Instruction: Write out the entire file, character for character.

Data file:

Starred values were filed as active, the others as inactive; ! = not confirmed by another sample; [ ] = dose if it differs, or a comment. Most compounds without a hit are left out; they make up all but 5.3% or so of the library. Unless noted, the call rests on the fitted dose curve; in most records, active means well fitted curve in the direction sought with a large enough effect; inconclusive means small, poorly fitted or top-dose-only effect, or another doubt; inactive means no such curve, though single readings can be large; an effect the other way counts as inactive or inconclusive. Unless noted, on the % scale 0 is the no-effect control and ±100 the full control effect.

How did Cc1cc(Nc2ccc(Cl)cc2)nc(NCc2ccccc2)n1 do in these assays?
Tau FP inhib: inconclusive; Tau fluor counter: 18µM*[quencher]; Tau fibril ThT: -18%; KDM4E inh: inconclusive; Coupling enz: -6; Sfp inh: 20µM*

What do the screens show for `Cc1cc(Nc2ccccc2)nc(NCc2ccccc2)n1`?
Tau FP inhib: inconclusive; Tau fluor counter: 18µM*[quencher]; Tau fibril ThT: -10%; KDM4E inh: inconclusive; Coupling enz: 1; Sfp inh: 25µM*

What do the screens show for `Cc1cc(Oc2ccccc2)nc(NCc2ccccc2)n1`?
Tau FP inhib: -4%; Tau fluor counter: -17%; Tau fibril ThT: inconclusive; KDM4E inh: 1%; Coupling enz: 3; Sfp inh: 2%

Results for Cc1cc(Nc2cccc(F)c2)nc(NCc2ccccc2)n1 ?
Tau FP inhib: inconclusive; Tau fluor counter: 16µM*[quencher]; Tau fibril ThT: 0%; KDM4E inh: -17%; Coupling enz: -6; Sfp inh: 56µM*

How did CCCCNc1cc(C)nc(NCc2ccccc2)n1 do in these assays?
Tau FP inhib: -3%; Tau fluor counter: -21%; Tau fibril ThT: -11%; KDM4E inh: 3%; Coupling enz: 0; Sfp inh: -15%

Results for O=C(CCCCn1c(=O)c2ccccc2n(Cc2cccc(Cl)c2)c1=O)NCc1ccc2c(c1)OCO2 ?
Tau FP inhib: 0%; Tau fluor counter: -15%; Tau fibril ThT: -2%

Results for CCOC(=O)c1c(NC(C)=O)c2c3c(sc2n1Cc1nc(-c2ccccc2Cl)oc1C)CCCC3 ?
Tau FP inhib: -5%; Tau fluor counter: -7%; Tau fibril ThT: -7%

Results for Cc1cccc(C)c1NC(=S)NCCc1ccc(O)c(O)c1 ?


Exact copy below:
Starred values were filed as active, the others as inactive; ! = not confirmed by another sample; [ ] = dose if it differs, or a comment. Most compounds without a hit are left out; they make up all but 5.3% or so of the library. Unless noted, the call rests on the fitted dose curve; in most records, active means well fitted curve in the direction sought with a large enough effect; inconclusive means small, poorly fitted or top-dose-only effect, or another doubt; inactive means no such curve, though single readings can be large; an effect the other way counts as inactive or inconclusive. Unless noted, on the % scale 0 is the no-effect control and ±100 the full control effect.

How did Cc1cc(Nc2ccc(Cl)cc2)nc(NCc2ccccc2)n1 do in these assays?
Tau FP inhib: inconclusive; Tau fluor counter: 18µM*[quencher]; Tau fibril ThT: -18%; KDM4E inh: inconclusive; Coupling enz: -6; Sfp inh: 20µM*

What do the screens show for `Cc1cc(Nc2ccccc2)nc(NCc2ccccc2)n1`?
Tau FP inhib: inconclusive; Tau fluor counter: 18µM*[quencher]; Tau fibril ThT: -10%; KDM4E inh: inconclusive; Coupling enz: 1; Sfp inh: 25µM*

What do the screens show for `Cc1cc(Oc2ccccc2)nc(NCc2ccccc2)n1`?
Tau FP inhib: -4%; Tau fluor counter: -17%; Tau fibril ThT: inconclusive; KDM4E inh: 1%; Coupling enz: 3; Sfp inh: 2%

Results for Cc1cc(Nc2cccc(F)c2)nc(NCc2ccccc2)n1 ?
Tau FP inhib: inconclusive; Tau fluor counter: 16µM*[quencher]; Tau fibril ThT: 0%; KDM4E inh: -17%; Coupling enz: -6; Sfp inh: 56µM*

How did CCCCNc1cc(C)nc(NCc2ccccc2)n1 do in these assays?
Tau FP inhib: -3%; Tau fluor counter: -21%; Tau fibril ThT: -11%; KDM4E inh: 3%; Coupling enz: 0; Sfp inh: -15%

Results for O=C(CCCCn1c(=O)c2ccccc2n(Cc2cccc(Cl)c2)c1=O)NCc1ccc2c(c1)OCO2 ?
Tau FP inhib: 0%; Tau fluor counter: -15%; Tau fibril ThT: -2%

Results for CCOC(=O)c1c(NC(C)=O)c2c3c(sc2n1Cc1nc(-c2ccccc2Cl)oc1C)CCCC3 ?
Tau FP inhib: -5%; Tau fluor counter: -7%; Tau fibril ThT: -7%

Results for Cc1cccc(C)c1NC(=S)NCCc1ccc(O)c(O)c1 ?